LOS ANGELES — Long known for his strong comedy talents, Jordan Peele of “Key and Peele” fame may surprise fans by making his feature film directorial debut with a horror film, “Get Out” (opening Friday). However, the actor and filmmaker points to his Chicago professional roots as influencing his ability to be both funny and scary.
“I worked at Second City. I did shows at the ImprovOlympic [now iO Theatre], which is an amazing theater. The Annoyance is also amazing. I dedicated my life at that point to figuring comedy out. It was such an inspiring time for me, and it was such an inspiring time to be doing comedy in Chicago.
“It was time where I felt I was taking it all in, and I thought anything was possible. I could put anything on stage that I wanted and it would be at least viewed. Chicago is such an important piece of my personal history.”
Some of the people he encountered in Chicago later inspired characters for his “Key and Peele” series with Keegan-Michael Key. “For example, the character of Meegan is like a girl you’d see on Clark Street at 2 a.m. getting out of a bar with her boyfriend.”
While living and working in Chicago, Peele discovered the link between comedy and horror. The entertainer explained that he has “a very dark imagination. I was terrified of horror movies as a kid. I was afraid of the dark. At some point something clicked. I thought something that could affect me that much is something I must have respect for. From that moment forward, I’ve been an avid horror movie fan.
“However, it was during my time in Chicago that I realized that to be successful, both horror and comedy have to be all about good timing. You need to time the scary parts properly, just as you need to time your comedic moments the right way.”
In “Get Out,” Allison Williams plays Rose Armitage, who brings her college boyfriend Chris Washington (Daniel Kaluuya) home for the weekend to meet her parents (played by Bradley Whitford and Catherine Keener). Over the course of that weekend, things begin to turn very strange — especially after Chris learns that a number of blacks have mysteriously disappeared in the Armitages’ community.
Cast in a key supporting role is comedian Lil Rel Howery — “a true Chicago native,” Peele said. “I think he does add a touch of that black Chicagoan persona to his character of a TSA agent who first suspects all is NOT right with the community where Chris is visiting for the weekend.”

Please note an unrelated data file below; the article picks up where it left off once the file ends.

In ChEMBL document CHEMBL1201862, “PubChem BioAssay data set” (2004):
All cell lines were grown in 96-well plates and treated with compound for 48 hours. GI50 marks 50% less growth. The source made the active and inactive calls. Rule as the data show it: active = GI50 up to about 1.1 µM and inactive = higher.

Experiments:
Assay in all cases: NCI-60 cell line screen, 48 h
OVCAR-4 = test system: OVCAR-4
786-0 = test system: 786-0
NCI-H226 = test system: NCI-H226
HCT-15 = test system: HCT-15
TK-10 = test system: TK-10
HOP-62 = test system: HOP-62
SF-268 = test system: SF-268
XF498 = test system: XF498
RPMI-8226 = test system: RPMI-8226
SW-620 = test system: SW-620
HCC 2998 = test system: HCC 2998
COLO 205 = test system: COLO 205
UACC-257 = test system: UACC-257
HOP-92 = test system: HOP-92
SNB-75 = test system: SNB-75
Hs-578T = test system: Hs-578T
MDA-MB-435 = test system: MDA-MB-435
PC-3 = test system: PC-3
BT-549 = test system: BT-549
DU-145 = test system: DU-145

For the biracial director, infusing aspects of race and racism into the film was important. “It’s definitely very personal, but not in the way you would think. It’s not about my wife [white comedian Chelsea Peretti]. It’s not about my wife’s family. I wrote it before I met her. But it is about being black in America — especially when you’re in situations where you feel like the outsider. It did come from a very dark place in the back of my mind.”
When work on the movie began, America was in a far different place than it is now.
“Even when we got into filming it, we were living in this post-racial lie,” Peele said. “Obama had the presidency and we were living in this fallacy: If you don’t talk about race it won’t exist anymore! Now we’re in this place where there’s overt racial tension. There’s no mistaking the fact racism is something we have to deal with. The connecting factor for the past 10 years is, in fact, racism. It’s something that’s here. It’s not necessarily a thing that can be gotten rid of easily, but through conversation and the way we talk about it, we can make progress. I think it’s something every single individual in this country has to deal with — within themselves.”
Peele is particularly interested in the more subtle forms of racism, as exemplified in a party scene early in the film. “People are giving these olive branches out to Chris with comments like, ‘I know Tiger Woods.‘ It’s something that is a sort of innocent form of prejudice, really. These people aren’t KKK, but I think it’s important to see that if you are the outsider in a situation and you see you are viewed only from the perspective of your skin color, even if it’s in a positive way — that’s still dehumanizing.”